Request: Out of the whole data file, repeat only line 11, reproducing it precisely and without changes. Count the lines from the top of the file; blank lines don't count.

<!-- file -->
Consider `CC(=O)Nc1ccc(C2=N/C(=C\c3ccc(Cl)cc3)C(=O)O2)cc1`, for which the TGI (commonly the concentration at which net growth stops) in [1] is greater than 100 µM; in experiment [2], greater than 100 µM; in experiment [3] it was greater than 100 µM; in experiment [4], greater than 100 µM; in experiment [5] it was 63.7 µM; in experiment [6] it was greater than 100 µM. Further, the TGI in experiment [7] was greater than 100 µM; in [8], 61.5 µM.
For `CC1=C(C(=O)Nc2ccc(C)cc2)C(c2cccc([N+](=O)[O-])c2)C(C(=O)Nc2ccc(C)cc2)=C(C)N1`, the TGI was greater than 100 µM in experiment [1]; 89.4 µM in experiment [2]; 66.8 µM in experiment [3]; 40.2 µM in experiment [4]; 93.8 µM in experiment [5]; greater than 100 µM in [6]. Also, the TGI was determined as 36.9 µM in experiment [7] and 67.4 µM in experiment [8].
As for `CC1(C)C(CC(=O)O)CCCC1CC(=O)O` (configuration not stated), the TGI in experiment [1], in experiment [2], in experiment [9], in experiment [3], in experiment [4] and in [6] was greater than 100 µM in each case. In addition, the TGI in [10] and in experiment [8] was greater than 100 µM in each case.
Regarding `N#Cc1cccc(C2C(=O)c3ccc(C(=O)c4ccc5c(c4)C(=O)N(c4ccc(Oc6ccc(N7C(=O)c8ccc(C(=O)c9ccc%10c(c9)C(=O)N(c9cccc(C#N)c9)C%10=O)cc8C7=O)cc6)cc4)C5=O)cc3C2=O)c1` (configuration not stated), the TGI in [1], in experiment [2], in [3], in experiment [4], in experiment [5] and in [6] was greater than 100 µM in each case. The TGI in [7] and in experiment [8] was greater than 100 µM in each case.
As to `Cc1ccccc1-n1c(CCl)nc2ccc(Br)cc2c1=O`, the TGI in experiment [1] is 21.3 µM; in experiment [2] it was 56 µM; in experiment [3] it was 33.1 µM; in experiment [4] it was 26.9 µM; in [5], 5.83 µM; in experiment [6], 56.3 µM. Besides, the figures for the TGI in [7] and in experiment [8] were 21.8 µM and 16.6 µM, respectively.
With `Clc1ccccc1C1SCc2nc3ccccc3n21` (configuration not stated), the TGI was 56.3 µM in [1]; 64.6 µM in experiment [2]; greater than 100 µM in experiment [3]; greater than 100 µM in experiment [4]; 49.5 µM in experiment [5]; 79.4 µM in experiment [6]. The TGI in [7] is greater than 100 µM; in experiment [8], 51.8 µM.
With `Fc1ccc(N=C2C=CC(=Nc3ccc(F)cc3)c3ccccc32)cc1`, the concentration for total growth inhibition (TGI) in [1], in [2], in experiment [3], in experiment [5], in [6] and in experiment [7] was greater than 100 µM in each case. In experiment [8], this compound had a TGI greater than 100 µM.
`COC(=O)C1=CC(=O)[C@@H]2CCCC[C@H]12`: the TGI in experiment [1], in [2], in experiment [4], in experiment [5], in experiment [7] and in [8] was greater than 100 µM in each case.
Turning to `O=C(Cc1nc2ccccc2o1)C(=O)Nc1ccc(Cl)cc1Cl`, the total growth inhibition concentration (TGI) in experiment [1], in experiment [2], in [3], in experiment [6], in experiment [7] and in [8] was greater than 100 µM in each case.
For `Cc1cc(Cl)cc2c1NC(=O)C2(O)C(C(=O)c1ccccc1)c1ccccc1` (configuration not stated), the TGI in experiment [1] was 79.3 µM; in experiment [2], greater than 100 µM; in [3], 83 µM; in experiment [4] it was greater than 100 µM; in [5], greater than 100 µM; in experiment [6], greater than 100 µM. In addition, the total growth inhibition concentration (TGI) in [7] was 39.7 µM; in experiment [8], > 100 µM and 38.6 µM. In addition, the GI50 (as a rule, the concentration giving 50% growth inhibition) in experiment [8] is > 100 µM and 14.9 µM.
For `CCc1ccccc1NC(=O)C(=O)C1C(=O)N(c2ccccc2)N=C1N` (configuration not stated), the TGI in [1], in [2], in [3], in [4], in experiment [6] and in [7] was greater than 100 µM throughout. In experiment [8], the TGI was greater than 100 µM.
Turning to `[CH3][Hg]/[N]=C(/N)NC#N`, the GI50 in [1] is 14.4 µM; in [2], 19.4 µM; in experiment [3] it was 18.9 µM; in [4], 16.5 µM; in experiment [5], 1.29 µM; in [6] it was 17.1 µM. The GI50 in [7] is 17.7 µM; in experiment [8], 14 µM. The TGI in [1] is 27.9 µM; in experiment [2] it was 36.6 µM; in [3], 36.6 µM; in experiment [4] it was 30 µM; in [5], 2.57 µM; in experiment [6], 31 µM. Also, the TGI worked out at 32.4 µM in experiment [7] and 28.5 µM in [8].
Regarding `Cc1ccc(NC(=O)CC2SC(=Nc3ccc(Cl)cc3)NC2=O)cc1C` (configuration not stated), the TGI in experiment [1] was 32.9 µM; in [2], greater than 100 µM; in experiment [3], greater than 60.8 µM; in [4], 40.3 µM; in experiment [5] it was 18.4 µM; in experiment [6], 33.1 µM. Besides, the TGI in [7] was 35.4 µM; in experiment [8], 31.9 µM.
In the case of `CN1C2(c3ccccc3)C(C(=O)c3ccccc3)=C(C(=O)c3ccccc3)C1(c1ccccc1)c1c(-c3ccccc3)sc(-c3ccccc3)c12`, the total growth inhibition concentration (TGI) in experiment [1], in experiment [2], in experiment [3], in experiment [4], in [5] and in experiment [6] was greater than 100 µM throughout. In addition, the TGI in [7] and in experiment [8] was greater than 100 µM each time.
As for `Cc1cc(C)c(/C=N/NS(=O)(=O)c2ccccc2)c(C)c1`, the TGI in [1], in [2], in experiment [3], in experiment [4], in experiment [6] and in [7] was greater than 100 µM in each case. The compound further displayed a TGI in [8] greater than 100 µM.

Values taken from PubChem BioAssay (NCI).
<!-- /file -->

For `CCc1ccccc1NC(=O)C(=O)C1C(=O)N(c2ccccc2)N=C1N` (configuration not stated), the TGI in [1], in [2], in [3], in [4], in experiment [6] and in [7] was greater than 100 µM throughout. In experiment [8], the TGI was greater than 100 µM.